Despite one poor miss, at least Patrick was able to provide Sydney with a bit of presence up front and someone to take the buffering. Suddenly Alex Brosque had a little more freedom to roam, and his goal was well taken.

Ultimately Sydney were undone by another defensive mix-up for which Clint Bolton was the main culprit, but at least Culina will be more comfortable knowing that his front-third looked functional in the second period. Patrick looks set to be a first team regular, but how much will Sydney miss their marquee man?

Adelaide, on the other hand, have had few front-third problems of late, but will be hoping that Bruce Djite can develop into a far more clinical finisher than he was on this entertaining night. Twice he rounded the keeper and twice he took too long, but his overall contribution was immense, forcing Culina into the unexpected move of shifting Ruben Zadkovich to sweeper.

Elsewhere, the combination between Cassio and Bobby Petta down the left was easy on the eye, while Nathan Burns continues to marvel. His work in fending off four challengers (Steve Corica, Terry McFlynn, Zadkovich and Mark Rudan) and cutting it back for the opener was simple brilliant, the type of stuff we want to see more often in this competition.

The only team that appears totally functional up front at the moment are the Mariners, the only team to enjoy that winning feeling after a superb first half on Friday night. In Nik Mrdja and Sash Petrovski they have two gun finishers who look comfortable together, but Adam Kwasnik down the left also offers a viable goal-getting option, as he demonstrated with a superbly taken second.

On this night he was able to take advantage of Steven Old's absence down the right, exposing some sloppy work from Steven O'Dor.

After last week's late heroics, the Phoenix couldn’t get out of jail this time, and will need to be far more tight early in games. Last week they were fortunate that the Victory didn't fully capitalise on the defensive holes, but there was no escape against a Mariners team lead wonderfully by the hungry Mrdja.

For the second week in a row, however, Felipe had a massive impact off the bench, combining well with Shane Smeltz, and must surely now come into contention for a starting spot ahead of the disappointing Jeremy Christie.

After all, as most of the club are discovering in this tight league, finding the right formula in the front-third will be the difference between a successful season or otherwise, and at the moment only Lawrie McKinna can be totally satisfied.

It's only appropriate then to leave the final word to van Egmond; "We all have to start to catch them [the Mariners], and be as effective as we can in the last third."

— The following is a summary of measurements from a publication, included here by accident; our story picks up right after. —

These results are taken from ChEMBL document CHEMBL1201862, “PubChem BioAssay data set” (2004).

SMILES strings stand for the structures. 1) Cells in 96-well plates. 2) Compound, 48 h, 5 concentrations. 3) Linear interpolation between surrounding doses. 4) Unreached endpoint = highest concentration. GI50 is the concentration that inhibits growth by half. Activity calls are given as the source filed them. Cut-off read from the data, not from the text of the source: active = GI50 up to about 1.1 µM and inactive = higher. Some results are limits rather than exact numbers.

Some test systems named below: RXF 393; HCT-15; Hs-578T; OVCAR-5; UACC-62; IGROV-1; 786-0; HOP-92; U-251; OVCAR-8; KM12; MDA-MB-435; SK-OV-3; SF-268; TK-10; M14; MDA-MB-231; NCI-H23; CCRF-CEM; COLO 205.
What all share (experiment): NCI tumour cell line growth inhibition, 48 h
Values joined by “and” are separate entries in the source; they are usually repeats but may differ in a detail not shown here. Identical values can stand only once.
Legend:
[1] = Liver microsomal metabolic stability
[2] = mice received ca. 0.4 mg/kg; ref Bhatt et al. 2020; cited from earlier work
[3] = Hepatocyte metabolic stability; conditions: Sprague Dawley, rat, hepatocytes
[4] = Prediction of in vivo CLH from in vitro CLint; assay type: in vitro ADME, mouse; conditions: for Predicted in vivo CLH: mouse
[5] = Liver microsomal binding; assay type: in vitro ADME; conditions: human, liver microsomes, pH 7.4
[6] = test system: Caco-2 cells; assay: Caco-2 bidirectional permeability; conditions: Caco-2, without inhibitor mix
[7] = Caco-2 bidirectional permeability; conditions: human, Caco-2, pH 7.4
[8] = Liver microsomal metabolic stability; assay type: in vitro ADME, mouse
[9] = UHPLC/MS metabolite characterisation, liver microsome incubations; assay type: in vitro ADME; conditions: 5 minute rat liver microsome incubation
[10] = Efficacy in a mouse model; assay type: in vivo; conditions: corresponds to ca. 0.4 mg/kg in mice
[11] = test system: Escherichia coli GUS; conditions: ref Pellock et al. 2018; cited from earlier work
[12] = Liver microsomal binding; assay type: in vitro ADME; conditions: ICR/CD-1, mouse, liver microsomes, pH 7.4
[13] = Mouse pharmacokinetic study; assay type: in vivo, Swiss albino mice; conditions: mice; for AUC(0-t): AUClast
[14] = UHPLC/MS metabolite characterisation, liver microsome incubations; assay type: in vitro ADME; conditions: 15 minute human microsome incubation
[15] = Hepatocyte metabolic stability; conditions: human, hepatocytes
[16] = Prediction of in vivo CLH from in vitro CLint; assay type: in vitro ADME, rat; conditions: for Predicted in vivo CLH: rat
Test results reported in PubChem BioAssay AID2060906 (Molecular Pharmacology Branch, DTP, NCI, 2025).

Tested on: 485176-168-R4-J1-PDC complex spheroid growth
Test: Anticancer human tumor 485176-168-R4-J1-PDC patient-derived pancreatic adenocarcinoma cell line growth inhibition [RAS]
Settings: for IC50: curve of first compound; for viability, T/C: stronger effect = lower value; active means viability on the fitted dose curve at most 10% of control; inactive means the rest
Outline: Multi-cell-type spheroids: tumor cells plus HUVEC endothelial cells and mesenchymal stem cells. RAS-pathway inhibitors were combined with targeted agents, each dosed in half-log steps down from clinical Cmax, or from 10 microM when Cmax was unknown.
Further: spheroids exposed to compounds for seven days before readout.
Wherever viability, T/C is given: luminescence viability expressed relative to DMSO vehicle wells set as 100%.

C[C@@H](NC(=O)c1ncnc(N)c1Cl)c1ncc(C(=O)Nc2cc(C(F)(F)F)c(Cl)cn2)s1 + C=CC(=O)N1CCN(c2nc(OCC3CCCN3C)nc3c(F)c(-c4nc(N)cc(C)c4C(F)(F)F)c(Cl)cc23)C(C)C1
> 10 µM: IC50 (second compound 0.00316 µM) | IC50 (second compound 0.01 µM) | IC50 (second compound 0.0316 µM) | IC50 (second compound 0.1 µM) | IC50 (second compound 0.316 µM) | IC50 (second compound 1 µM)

TRBA team of the week (4-4-2)

Goalkeeper; Michael Theoklitos (MV)
Defence; Richie Alagich (AU), Dino Djulbic (PG), Jade North (NJ), Andy Packer (QR)
Midfield; Billy Celeski (PG), Nathan Burns (AU), Juninho (SFC), Adam Kwasnik (CCM)
Strikers; Bruce Djite (AU), Nik Mrdja (CCM)

3 Comments:

Anonymous Anonymous said...

Hey

To be honest im suprised at Van Egmond's exclusion of Drovandi solely on the performance of the Perth Glory game. Sure he didnt do much when he came on, but how much did Bridge do? not much either, everyone was rubbish in that game except Griffiths.. if he is genuinely out of form and struggling then okay fair enough...

By the way in regards to pitch quality agree with you 100% its paramount, it was crap in the Perth vs Newy game and it was downright shocking in Melb vs Perth and we got two boring games.. its not a coincidence..

Anyway as you can tell im a Jets fan, i thought we actually played well against Queensland roar, both teams played possession football. But the problem is the final third.. honestly it seemed to me only Denni could play the correct balls and had good movement in the final 3rd.. he played in Griffiths in the first half and he fluffed in.. and Griffiths foul for the free kick was from Denni's pass.. i think he will be a good prospect (im not sure if hes a Nicky Carle though)
What pissed me off though, was how the rest of his teammates particular Bridge were totally ignoring him.. disgraceful raelly.

ANother thing thats annoying me is this Jardel situation.. hes fit hes ready to go.. for goodness sake where is his visa :(((((((((((((.. he needs to be playing regularly otherwise he is just gonna waste away and then we finally gets to play make little impact...

Thu. Sep. 06, 04:52:00 pm AEST  
Blogger The Round Ball Analyst said...

Anonymous Newcastle fan, nice to have you on board and thanks for the comment(s).

I agree, the whole issue around Drovandi and Jardel are fascinating. van Egnmond must have really been disppointed in Drovandi at training and in his cameo off the bench in rd 1 to have left him out of the squad entirely for rd 2, but I notice he's back in the squad for Wellington...will be watching closely.

As for Denni, agree he was far better in rd2, but he is still way off being a direct replacement for carle, few could be. Van Egmond just has to get out of his squad the best he can, and he proved last season he is a thoughtful coach.

Another pleasing aspect for Newcastle fans was the much improved performance of Adam Griffiths from week 1 to 2...thought he looked very rusty week 1.

Thu. Sep. 06, 05:30:00 pm AEST  
Anonymous Anonymous said...

Aye Carle was special we dont produce enough players like him in this country, hes doing pretty well at Genclerbigli, watched a few videos still has the little tricks and flicks going.. set up one or two goals.. still a great passer and he takes the corners as well, hes very good at it...

AGree on Adam Griffiths he looked much better Second round, i thought Jade North looked a little bit rugged still though... but other than that the backline is pretty solid..

Thu. Sep. 06, 07:06:00 pm AEST